On the Senate Floor(03/20/1996) - Washington, D.C. As the Senate prepares to vote on legislation to expand grazing on public lands, a diverse coalition of more than 200 hunting, fishing, hiking, and wildlife conservation organizations has sent a letter of opposition to the full Senate. The organizations criticize the bill, S.1459 sponsored by Sen. Pete Domenici (R-NM), as an "attack on balanced, multiple-use management of our public lands."
Spokespersons from Defenders of Wildlife and the Wildlife Management Institute explain that the opposition to the "Public Rangelands Management Act" is broad because if passed, it would give livestock grazers preference over all other users of 270 million acres of Bureau of Land Management and U.S. Forest Service lands.
Rodger Schlickeisen, President of Defenders of Wildlife, says, "The Domenici bill would essentially hand millions of acres of public lands over to the grazing industry. These lands belong to all Americans, not just to special interests. They belong to backpackers, to birders and boaters, to sportsmen and scientists, and to many others who appreciate them for their diverse values. Most important, they belong to future generations of Americans, to whom we have an obligation to conserve wildlife and wildlands that would be destroyed by this bill."
Lonnie Williamson, Vice President of Wildlife Management Institute, says, "The Domenici bill is an unfortunate piece of legislation because it is driving a wedge between the wildlife and livestock communities, which will seriously impede our ability to solve rangeland management problems in a cooperative manner."
Defenders and WMI are just two of the 219 groups on the letter. Hunting and fishing groups such as the Izaak Walton League of America and Trout Unlimited have joined with animal protection groups such as the Humane Society of the United States. In addition to Defenders of Wildlife, other conservation organizations include the Natural Resources Defense Council, National Wildlife Federation, and The Wilderness Society.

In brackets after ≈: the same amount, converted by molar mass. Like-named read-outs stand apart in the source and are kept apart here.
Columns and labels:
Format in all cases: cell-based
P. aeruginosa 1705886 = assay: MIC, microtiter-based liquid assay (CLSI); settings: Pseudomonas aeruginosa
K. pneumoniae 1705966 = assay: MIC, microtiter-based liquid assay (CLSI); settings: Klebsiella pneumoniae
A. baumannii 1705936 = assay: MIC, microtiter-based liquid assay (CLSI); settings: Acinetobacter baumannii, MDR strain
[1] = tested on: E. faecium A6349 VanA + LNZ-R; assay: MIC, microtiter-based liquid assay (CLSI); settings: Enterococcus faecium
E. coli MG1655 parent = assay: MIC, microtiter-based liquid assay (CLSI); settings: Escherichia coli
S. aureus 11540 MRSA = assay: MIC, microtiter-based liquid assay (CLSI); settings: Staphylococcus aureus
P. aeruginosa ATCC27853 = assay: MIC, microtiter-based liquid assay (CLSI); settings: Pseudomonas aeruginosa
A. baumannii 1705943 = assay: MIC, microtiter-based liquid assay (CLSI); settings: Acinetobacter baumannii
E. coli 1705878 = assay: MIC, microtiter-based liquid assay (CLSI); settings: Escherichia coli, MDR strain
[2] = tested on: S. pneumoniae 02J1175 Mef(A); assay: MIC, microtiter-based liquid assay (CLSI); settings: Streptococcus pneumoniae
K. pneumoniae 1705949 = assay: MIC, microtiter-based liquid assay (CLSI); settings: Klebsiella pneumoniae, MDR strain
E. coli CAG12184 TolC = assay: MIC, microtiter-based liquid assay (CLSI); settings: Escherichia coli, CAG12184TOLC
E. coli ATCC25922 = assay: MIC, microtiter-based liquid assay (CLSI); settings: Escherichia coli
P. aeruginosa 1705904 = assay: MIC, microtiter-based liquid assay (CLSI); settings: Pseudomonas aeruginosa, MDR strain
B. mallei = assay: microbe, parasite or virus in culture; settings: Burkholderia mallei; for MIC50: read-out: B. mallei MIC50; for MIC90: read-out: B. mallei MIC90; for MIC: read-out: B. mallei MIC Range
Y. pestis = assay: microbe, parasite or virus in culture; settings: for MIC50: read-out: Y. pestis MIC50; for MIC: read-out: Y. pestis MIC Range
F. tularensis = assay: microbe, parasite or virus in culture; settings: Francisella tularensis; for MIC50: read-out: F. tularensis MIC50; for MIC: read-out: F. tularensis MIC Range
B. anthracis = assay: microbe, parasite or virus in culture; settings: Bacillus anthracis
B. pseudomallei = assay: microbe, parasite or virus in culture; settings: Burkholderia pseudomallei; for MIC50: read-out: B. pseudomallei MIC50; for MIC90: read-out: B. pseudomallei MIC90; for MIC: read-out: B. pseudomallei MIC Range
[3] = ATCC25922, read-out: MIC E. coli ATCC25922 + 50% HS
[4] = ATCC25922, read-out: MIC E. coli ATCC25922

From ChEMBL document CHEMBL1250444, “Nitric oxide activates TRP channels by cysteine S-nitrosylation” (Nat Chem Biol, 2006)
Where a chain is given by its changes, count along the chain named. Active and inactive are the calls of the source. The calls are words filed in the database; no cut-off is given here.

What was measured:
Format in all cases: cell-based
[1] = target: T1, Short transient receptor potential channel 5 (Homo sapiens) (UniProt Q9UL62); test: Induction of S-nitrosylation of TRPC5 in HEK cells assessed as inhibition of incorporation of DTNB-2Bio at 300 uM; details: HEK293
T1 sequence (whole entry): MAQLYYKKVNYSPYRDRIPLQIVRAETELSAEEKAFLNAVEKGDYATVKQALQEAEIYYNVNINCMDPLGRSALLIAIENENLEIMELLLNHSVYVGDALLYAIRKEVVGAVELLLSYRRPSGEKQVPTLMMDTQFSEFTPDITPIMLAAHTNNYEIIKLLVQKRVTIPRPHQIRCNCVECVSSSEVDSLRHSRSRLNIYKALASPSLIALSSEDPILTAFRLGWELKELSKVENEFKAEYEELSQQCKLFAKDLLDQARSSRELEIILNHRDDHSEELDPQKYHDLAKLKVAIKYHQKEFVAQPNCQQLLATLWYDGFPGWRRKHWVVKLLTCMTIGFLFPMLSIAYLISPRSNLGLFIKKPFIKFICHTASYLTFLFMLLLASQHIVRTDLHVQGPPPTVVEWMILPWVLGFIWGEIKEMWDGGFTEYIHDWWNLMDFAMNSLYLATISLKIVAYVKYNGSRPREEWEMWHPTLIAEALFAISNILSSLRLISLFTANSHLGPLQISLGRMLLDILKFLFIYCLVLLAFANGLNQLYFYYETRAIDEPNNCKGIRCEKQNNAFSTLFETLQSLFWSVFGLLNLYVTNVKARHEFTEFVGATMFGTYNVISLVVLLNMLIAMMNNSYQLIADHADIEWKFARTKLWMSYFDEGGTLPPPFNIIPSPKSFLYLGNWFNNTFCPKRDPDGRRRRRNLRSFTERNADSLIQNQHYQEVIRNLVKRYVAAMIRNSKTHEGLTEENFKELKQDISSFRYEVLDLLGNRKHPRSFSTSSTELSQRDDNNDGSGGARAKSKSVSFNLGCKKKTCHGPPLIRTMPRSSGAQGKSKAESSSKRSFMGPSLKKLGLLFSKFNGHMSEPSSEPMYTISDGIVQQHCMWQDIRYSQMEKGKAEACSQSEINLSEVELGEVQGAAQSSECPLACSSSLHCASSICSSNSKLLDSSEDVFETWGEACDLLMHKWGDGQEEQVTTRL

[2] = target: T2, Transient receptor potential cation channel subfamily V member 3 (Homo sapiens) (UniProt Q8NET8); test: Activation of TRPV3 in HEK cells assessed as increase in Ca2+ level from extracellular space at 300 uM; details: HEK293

The groups charge that S. 1459 would expand the rights of grazing permittees while greatly weakening the rights of the general public to participate in the management and use of public lands. It would overturn the existing regulations written by Interior Secretary Bruce Babbitt, which went into effect on August 21, 1995, and replace them with regulations restricting the ability of the BLM and the Forest Service to manage the public lands for uses other than livestock grazing.
Opposition to the legislation has grown steadily since May 1995 when it was first introduced. Bob Ferris, Defenders' Director of Species Conservation and part of an ad hoc coalition meeting regularly on this legislation, calls these cooperative efforts "one of the strongest displays of unity yet this session. By working together, we have sent Congress a strong message that a vote for the Public Rangelands Management Act is a vote against responsible land management and continued multiple use of America's public lands. With a collective membership of millions, the coalition represents the diverse public interests that would be sacrificed if S. 1459 becomes law. It's time for Congress to start listening to the American people at large instead of the special interests."
Contact(s):Joan Moody, 202-682-9400 x220 (Media)